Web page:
Please use this identifier to cite or link to this item: https://scholarbank.nus.edu.sg/handle/10635/221328
Title: SENSE OF BELONGING IN SINGAPORE RESIDENTIAL LANDSCAPE: THE ROLE OF NON-CITIZENS
Authors: TEO YEE CHING
Keywords: Real Estate
RE
Lee Kwan Ok
2016/2017 RE
Immigration
Influx of non-Singaporeans
Planning area
Residential landscape
Sense of belonging
Issue Date: 23-Nov-2016
Citation: TEO YEE CHING (2016-11-23). SENSE OF BELONGING IN SINGAPORE RESIDENTIAL LANDSCAPE: THE ROLE OF NON-CITIZENS. ScholarBank@NUS Repository.
Abstract: Over the years, there has been increasing concern over the influx of non-Singaporeans into the residential landscape in Singapore, which could potentially endanger the sense of belonging among native Singaporeans. This research seeks to explore the role of the influx of non-Singaporeans to the sense of belonging of Singaporean citizens, using the case studies of Tanglin (treatment planning area with the larger influx of non-Singaporeans) and Bishan (control planning area with the smaller influx of non-Singaporeans). To do so, the comprehensive survey of 300 Singaporean citizens was conducted in Tanglin and Bishan and a score of a sense of belonging was calculated for each respondent. A series of empirical analyses including t-Tests, ANOVA and multiple regressions report that Singaporeans residing in Tanglin experience a weaker sense of belonging, compared to those residing in Bishan, controlling for their demographic characteristics and housing types. Results also suggest that the sense of belonging of Singaporeans is negatively associated not only with the actual proportion of non Singaporeans, but also with their perceived level of the influx of non-Singaporeans. A potential policy implication of these results is that it would be useful for the government to launch initiatives to investigate planning areas with a higher proportion of non Singaporeans and with a rapid increase in this proportion, and to closely monitor the sense of belonging of Singaporean citizens in these areas. Consequently, appropriate policy measures could be formulated in areas with the lower level of sense of belonging among Singaporean citizens, so that the globalizing Singapore would continue to remain as an endearing home for all native Singaporeans.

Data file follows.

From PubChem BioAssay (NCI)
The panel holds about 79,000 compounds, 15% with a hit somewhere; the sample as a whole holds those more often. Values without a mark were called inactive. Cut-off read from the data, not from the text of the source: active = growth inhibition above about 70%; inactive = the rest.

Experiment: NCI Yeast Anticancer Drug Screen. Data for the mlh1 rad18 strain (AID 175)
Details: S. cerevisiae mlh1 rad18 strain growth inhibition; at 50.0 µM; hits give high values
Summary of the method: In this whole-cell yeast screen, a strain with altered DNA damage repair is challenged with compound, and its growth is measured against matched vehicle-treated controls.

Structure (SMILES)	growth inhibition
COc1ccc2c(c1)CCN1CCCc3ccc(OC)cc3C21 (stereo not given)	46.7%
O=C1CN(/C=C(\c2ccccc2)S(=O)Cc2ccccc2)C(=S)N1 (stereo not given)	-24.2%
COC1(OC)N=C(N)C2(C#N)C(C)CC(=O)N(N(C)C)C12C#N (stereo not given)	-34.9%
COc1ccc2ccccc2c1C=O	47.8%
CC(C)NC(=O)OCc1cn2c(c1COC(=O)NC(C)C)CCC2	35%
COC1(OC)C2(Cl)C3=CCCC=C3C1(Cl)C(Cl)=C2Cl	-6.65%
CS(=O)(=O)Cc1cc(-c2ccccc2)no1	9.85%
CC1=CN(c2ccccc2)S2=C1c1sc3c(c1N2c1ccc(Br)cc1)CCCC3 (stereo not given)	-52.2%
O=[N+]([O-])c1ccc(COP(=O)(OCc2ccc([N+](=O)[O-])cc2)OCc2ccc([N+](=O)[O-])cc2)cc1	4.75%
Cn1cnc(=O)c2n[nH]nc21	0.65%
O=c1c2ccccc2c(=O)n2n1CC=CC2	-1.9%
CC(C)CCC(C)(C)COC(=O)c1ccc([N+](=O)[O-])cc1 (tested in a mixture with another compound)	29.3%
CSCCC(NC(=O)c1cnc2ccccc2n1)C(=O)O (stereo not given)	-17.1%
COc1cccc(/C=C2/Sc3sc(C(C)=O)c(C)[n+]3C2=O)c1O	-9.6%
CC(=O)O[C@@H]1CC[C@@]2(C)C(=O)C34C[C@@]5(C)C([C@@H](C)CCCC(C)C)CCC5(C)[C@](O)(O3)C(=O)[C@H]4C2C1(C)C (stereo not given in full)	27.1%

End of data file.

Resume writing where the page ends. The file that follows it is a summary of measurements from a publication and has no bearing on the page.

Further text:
URI: https://scholarbank.nus.edu.sg/handle/10635/221328
Appears in Collections:Bachelor's Theses

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